“STEERING AND RIDE: We averaged 45 mph over 40 miles of washboard road, and the only vibration noticeable was that which traveled up the steering column. Comfort of the Lincoln is terrific, but you pay a price for it; squishy 8.00 x 15 tires that shriek in agony during even gentle low-speed cornering. This is a typical engineering compromise, a case of not being able to have your cake and eat it, too. There’s another compromise in the steering, where the popular five-and-a-half turns from lock to lock is used. It’s a long way to have to spin the wheel, especially at speed, when split-seconds count. We’d like this car with power steering and about half as many turns required of the wheel. Some American production cars today have rock-steady steering when cornering at high speed, but Lincoln is not one of them. Alertness and correction are required to keep the car in a given groove.
BODY AND INTERIOR: The parts of the Lincoln that meet the public eye are as straightforward and refined as the sound, unspectacular engine-room scene about to be described. One becomes so accustomed to sham vents and meaningless tinsel on current models that at first sight the Lincoln seems plain, almost austere. Our opinion is that the Lincoln is engineered as well as it is styled, and it is styled in good taste. Everything is done properly; the little things are right. Window cranks on the driver’s side are laid out so that you don’t bark your knuckles on the steering wheel; your arms really relax on the armrests; hands rest comfortably on the door handles, and these are designed not to hook clothing. The interior is spacious, provides excellent comfort for six passengers, is upholstered in rich but restrained nylon and vinyl leather. On freezing desert nights or blazing desert days, the car’s ventilating system gave pinpoint temperature control. The exterior is handsome and fine, without screaming its price tag to the world. The bumpers are perhaps the most safe and substantial in the field, and chrome is used within nice limits. Fiberglass insulation extends from the front floorboard to top of cowl and over the inside of the entire top, adding a final nice touch to passenger comfort.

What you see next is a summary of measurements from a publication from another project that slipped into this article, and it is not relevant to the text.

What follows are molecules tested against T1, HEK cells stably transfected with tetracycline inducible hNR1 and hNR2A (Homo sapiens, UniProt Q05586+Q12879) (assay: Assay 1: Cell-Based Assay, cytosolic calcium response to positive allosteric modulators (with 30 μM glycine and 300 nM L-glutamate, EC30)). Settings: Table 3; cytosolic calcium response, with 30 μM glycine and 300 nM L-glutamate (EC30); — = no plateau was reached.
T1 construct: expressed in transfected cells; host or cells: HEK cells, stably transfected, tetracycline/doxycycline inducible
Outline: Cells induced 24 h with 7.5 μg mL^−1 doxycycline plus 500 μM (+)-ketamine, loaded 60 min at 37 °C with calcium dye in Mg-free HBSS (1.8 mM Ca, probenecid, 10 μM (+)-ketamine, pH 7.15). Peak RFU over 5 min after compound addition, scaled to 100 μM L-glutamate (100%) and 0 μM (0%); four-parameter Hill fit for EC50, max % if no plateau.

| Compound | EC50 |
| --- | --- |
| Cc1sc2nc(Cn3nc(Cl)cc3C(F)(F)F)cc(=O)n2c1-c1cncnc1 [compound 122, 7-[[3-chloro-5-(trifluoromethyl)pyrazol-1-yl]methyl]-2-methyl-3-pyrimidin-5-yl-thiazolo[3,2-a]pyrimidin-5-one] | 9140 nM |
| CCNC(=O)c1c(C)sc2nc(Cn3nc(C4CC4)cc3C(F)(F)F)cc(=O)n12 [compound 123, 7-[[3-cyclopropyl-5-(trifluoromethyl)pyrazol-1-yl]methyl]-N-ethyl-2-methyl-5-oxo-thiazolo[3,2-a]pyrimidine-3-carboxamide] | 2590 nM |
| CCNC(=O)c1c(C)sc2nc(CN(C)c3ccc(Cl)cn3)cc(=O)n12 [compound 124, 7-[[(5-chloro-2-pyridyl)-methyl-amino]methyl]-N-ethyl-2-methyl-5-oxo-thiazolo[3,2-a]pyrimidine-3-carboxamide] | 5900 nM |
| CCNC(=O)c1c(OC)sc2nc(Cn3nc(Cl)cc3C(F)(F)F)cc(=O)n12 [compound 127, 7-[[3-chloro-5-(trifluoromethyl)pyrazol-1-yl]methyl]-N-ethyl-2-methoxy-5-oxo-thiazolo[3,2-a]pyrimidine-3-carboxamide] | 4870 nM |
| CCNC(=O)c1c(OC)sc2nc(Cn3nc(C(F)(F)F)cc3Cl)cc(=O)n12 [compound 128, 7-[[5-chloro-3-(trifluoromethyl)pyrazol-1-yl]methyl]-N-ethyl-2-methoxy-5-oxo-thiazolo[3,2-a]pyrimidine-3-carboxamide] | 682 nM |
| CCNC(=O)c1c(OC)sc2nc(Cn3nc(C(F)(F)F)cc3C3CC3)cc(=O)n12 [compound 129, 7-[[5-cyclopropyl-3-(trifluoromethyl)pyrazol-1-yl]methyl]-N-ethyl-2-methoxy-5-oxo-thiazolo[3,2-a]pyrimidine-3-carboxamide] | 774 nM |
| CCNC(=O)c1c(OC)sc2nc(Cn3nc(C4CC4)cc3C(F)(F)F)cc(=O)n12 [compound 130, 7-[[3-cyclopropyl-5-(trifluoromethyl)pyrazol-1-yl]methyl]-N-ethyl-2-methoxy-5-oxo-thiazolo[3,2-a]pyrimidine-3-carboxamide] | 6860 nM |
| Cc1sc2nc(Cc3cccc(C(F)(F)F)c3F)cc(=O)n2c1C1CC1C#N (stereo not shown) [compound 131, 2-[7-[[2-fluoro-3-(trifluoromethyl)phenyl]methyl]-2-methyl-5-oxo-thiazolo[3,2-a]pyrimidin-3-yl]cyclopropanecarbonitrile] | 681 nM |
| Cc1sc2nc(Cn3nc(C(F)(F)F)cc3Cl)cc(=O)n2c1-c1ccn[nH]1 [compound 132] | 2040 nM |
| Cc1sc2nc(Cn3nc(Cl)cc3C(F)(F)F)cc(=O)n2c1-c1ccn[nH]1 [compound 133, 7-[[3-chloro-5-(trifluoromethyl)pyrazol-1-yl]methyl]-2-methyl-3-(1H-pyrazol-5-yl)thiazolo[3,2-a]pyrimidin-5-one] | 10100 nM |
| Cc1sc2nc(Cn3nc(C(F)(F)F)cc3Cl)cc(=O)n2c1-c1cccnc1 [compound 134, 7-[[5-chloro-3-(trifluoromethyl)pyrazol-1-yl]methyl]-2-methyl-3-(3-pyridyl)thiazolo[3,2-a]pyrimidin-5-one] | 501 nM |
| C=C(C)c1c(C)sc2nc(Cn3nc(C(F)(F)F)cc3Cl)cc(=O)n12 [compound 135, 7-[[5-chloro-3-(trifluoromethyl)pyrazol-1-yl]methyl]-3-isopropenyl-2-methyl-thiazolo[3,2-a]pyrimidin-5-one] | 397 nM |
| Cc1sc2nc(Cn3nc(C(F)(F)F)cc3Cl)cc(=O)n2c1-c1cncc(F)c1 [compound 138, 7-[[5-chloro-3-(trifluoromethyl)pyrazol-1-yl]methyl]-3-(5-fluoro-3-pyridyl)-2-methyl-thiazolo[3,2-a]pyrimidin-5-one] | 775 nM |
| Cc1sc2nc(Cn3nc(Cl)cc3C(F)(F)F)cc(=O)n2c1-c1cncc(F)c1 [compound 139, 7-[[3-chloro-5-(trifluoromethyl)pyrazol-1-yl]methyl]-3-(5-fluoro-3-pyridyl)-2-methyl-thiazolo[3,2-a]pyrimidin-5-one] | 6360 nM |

ENGINE: When Les Viland delivered the Economy Run car to my door I had my pet vintage machine, a 1928 Lincoln touring car, out to meet its newest descendant. The 20-year-old job still goes like a bomb, and Les went over it carefully while I checked myself out on the new car. We talked about the long tradition of Lincoln quality, and about the most significant point of all today, Ford’s almost three decades of experience with production of the V-8 engine. The Leland Lincoln became Ford’s first V-8, and Ford has been the world’s biggest producer of this type of engine, has had years of experience in acquiring and developing know-how—a pleasant position to be in as the automotive world awakens to the superiority of the V layout.
As far as I know, not even its manufacturer calls attention to the fact that Lincoln’s engine is the biggest being fitted to a passenger car today, anywhere in the world—the reason being, I suppose, an understandable desire to avoid creating the impression of a gas-eating gargantua in the economy-conscious public mind. However, economy-wise, a big engine lightly stressed is equal to or better than a small engine pushed to its limit.
The Lincoln engine reeks reliability; it’s a simple, un-gadgety design that has been refined to the ultimate degree over the years. Outstanding features are its forged crankshaft (not cast, as in the Mercury), excellent crankshaft ventilating system, fore and aft ventilation dampers (the flexible flywheel doubles in this capacity), and hydraulic valve lifters. There’s nothing more annoying than tappets that don’t tap, we’ve encountered them in more than one hydraulic tappet engine. We were pleased to find that in spite of deliberate high over-revving, the Lincoln tappets did their job properly and in silence. They operate at zero clearance, regardless of valve condition or engine temperature, and require no adjustment. Like the rest of the car, they’re made to serve silently and faithfully.